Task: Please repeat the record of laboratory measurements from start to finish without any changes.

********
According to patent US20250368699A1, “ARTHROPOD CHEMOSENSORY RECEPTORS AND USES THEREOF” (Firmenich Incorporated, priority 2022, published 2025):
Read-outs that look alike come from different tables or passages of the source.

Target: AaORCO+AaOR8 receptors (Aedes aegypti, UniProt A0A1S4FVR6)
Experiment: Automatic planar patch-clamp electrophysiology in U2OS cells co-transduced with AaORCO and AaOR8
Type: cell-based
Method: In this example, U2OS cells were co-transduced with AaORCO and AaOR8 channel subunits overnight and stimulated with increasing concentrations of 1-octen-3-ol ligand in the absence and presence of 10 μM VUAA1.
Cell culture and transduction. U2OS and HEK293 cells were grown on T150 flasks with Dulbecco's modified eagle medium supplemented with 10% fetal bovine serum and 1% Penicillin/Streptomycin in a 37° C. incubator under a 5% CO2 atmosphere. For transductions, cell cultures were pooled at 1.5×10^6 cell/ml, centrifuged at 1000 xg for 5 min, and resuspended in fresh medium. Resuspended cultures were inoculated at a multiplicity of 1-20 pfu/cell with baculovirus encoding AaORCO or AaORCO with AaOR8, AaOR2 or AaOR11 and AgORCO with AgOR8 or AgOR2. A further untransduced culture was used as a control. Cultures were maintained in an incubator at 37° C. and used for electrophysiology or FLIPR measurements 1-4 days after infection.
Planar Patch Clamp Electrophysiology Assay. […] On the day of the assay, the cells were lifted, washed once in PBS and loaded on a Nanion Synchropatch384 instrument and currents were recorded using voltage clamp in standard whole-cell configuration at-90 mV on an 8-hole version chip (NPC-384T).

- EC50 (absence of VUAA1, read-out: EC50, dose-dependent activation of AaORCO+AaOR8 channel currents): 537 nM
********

According to patent US20250368699A1, “ARTHROPOD CHEMOSENSORY RECEPTORS AND USES THEREOF” (Firmenich Incorporated, priority 2022, published 2025):
Read-outs that look alike come from different tables or passages of the source.

Target: AaORCO+AaOR8 receptors (Aedes aegypti, UniProt A0A1S4FVR6)
Experiment: Automatic planar patch-clamp electrophysiology in U2OS cells co-transduced with AaORCO and AaOR8
Type: cell-based
Method: In this example, U2OS cells were co-transduced with AaORCO and AaOR8 channel subunits overnight and stimulated with increasing concentrations of 1-octen-3-ol ligand in the absence and presence of 10 μM VUAA1.
Cell culture and transduction. U2OS and HEK293 cells were grown on T150 flasks with Dulbecco's modified eagle medium supplemented with 10% fetal bovine serum and 1% Penicillin/Streptomycin in a 37° C. incubator under a 5% CO2 atmosphere. For transductions, cell cultures were pooled at 1.5×10^6 cell/ml, centrifuged at 1000 xg for 5 min, and resuspended in fresh medium. Resuspended cultures were inoculated at a multiplicity of 1-20 pfu/cell with baculovirus encoding AaORCO or AaORCO with AaOR8, AaOR2 or AaOR11 and AgORCO with AgOR8 or AgOR2. A further untransduced culture was used as a control. Cultures were maintained in an incubator at 37° C. and used for electrophysiology or FLIPR measurements 1-4 days after infection.
Planar Patch Clamp Electrophysiology Assay. […] On the day of the assay, the cells were lifted, washed once in PBS and loaded on a Nanion Synchropatch384 instrument and currents were recorded using voltage clamp in standard whole-cell configuration at-90 mV on an 8-hole version chip (NPC-384T).

- EC50 (absence of VUAA1, read-out: EC50, dose-dependent activation of AaORCO+AaOR8 channel currents): 537 nM